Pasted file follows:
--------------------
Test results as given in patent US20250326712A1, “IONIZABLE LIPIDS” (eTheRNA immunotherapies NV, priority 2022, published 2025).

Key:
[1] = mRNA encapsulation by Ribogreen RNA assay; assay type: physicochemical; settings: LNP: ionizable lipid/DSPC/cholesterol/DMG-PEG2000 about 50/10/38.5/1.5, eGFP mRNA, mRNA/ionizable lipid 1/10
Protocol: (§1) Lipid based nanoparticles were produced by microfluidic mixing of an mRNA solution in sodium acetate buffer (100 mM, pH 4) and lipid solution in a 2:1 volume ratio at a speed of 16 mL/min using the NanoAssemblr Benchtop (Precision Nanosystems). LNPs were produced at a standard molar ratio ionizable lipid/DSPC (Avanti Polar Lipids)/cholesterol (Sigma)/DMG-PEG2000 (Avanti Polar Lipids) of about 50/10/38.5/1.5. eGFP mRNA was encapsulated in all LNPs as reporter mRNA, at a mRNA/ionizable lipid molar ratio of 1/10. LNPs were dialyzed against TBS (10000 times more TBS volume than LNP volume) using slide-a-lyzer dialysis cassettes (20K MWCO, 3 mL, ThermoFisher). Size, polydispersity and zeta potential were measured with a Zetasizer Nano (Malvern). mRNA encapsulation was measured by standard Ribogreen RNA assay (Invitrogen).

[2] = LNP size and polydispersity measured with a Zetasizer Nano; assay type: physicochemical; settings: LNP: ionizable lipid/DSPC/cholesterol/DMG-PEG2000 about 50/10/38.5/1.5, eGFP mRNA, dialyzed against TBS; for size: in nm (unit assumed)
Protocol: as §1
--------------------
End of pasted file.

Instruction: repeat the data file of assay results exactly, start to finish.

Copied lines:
Test results as given in patent US20250326712A1, “IONIZABLE LIPIDS” (eTheRNA immunotherapies NV, priority 2022, published 2025).

Key:
[1] = mRNA encapsulation by Ribogreen RNA assay; assay type: physicochemical; settings: LNP: ionizable lipid/DSPC/cholesterol/DMG-PEG2000 about 50/10/38.5/1.5, eGFP mRNA, mRNA/ionizable lipid 1/10
Protocol: (§1) Lipid based nanoparticles were produced by microfluidic mixing of an mRNA solution in sodium acetate buffer (100 mM, pH 4) and lipid solution in a 2:1 volume ratio at a speed of 16 mL/min using the NanoAssemblr Benchtop (Precision Nanosystems). LNPs were produced at a standard molar ratio ionizable lipid/DSPC (Avanti Polar Lipids)/cholesterol (Sigma)/DMG-PEG2000 (Avanti Polar Lipids) of about 50/10/38.5/1.5. eGFP mRNA was encapsulated in all LNPs as reporter mRNA, at a mRNA/ionizable lipid molar ratio of 1/10. LNPs were dialyzed against TBS (10000 times more TBS volume than LNP volume) using slide-a-lyzer dialysis cassettes (20K MWCO, 3 mL, ThermoFisher). Size, polydispersity and zeta potential were measured with a Zetasizer Nano (Malvern). mRNA encapsulation was measured by standard Ribogreen RNA assay (Invitrogen).

[2] = LNP size and polydispersity measured with a Zetasizer Nano; assay type: physicochemical; settings: LNP: ionizable lipid/DSPC/cholesterol/DMG-PEG2000 about 50/10/38.5/1.5, eGFP mRNA, dialyzed against TBS; for size: in nm (unit assumed)
Protocol: as §1